In addition to the seven dhātus, or body-constituents, spoken of above there are ten upa-dhātus , which are counted by Bhoja as śirā, snāyu, ovarial blood and the seven layers of skin[16]. Caraka says in vi. 15. 15 that from rasa is also produced milk, and from milk ovarial blood; again, the thick tissues or ligaments (kaṇḍarā) and śirās are produced from blood, and from flesh are produced fat (vasā) and the six layers of skin, and from fat (medas) are produced the five tissues. The chyle, or rasa, becomes tinged with red by the heat of bile. The blood, again, being worked upon by vāyu and heat, becomes steady and white, and is called fat (medas). The bones are a conglomeration of earth, heat and air and therefore, though produced from flesh and fat, are hard. They are made porous by vāyu running through them, and the pores are filled in by fat, which is called marrow. From the oily parts of marrow, again, semen is produced. Just as water percolates through the pores of a new earthen jug, the semen percolates through the pores of the bones, and there is also a flow of this seminal fluid through the body by way of its own ducts. By the rousing of desires and sex joy and by the heat of the sex act the semen oozes out and collects in the testes, from which it is ultimately liberated through its proper channel[17].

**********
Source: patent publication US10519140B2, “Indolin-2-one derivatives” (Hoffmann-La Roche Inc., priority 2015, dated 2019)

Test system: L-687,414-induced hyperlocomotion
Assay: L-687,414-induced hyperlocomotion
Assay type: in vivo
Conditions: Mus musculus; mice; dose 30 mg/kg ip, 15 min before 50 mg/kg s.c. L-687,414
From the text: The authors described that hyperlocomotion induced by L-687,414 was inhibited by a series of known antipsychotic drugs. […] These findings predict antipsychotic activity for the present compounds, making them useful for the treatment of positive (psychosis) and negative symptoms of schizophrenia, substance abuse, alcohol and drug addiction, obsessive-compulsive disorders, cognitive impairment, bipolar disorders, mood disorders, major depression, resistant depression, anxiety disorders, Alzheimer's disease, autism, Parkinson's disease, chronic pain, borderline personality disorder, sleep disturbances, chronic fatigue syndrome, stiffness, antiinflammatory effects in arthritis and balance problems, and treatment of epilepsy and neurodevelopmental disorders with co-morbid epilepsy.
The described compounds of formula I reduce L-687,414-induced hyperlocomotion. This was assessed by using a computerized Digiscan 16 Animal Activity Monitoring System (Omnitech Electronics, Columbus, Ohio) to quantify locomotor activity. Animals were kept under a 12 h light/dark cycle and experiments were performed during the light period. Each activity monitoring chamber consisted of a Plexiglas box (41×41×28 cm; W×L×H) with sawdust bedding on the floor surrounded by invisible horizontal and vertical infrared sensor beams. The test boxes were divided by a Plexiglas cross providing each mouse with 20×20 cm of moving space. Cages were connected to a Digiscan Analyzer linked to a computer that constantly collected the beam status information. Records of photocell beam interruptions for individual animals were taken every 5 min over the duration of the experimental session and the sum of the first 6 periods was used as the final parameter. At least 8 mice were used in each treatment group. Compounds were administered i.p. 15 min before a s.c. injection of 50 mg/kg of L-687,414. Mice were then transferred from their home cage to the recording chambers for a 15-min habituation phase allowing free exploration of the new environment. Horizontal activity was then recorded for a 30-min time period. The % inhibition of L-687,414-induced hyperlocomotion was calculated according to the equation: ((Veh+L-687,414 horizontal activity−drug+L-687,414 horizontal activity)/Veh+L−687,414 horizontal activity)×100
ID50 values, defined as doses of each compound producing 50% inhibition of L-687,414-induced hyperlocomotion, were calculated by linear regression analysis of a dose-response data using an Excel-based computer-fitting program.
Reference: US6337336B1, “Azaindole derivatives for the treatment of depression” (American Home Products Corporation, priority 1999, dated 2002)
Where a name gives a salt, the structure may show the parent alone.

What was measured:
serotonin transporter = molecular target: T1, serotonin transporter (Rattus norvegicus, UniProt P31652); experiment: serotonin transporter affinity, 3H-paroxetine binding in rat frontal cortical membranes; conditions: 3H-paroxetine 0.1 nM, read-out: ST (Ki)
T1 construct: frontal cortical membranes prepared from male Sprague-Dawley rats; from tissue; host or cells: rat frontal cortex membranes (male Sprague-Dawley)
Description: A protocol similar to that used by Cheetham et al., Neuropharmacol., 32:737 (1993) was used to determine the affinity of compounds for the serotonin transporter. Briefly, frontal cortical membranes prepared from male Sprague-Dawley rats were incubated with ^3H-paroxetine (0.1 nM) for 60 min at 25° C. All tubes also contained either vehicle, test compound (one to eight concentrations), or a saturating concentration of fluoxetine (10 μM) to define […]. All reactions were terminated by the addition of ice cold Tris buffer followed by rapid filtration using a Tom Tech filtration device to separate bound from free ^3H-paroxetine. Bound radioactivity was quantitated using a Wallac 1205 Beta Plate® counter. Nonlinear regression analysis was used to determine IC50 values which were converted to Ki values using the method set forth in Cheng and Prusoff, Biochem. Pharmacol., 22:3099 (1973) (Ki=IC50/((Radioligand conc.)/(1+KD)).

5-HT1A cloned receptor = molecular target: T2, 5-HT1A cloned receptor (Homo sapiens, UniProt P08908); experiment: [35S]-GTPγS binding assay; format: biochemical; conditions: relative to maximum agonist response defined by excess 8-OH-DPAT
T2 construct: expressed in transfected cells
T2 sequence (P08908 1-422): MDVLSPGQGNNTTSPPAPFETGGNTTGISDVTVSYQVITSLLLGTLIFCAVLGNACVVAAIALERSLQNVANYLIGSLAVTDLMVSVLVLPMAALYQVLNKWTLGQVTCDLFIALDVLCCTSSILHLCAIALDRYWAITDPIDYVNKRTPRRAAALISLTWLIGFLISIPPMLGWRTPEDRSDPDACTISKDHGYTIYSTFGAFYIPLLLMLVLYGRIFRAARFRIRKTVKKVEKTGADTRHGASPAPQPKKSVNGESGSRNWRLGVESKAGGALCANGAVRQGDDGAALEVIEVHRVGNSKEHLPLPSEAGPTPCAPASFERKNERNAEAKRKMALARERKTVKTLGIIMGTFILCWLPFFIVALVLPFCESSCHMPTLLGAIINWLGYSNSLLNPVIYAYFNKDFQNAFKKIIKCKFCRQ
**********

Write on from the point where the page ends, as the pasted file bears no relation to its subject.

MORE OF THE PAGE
Footnotes and references:

[1]:

Caraka-saṃhitā, iv.6.4. Cakrapāṇi, in commenting on the word sama-yoga-vāhin, explains sama as meaning ucita-pramāṇa (proper quantity).

[2]:

etad eva dhātūnāṃ prākṛta-mānaṃ yad avikāra-kāri.
      Cakrapāṇi’s comment on Caraka-saṃhitā, iv. 6. 4.

[3]:

Caraka-saṃhitā, i. i. 44.

[4]:

Ibid. 1. 1. 52.

[5]:

kāla-buddhīndriyārthānānt yogo mithyā na cāti ca
ḍvayāśrayāṇāṃ vyāḍhīnāṃ tri-viḍho hetu-saṃgrahaḥ.
      Ibid.
I. 1. 53.

[6]:

Carako-saṃḥitā, 1. 11. 37.

[7]:

Ibid. 1. 11. 39, 40. Cakrapāṇi says that this includes sinful deeds which produce illness and unhappiness,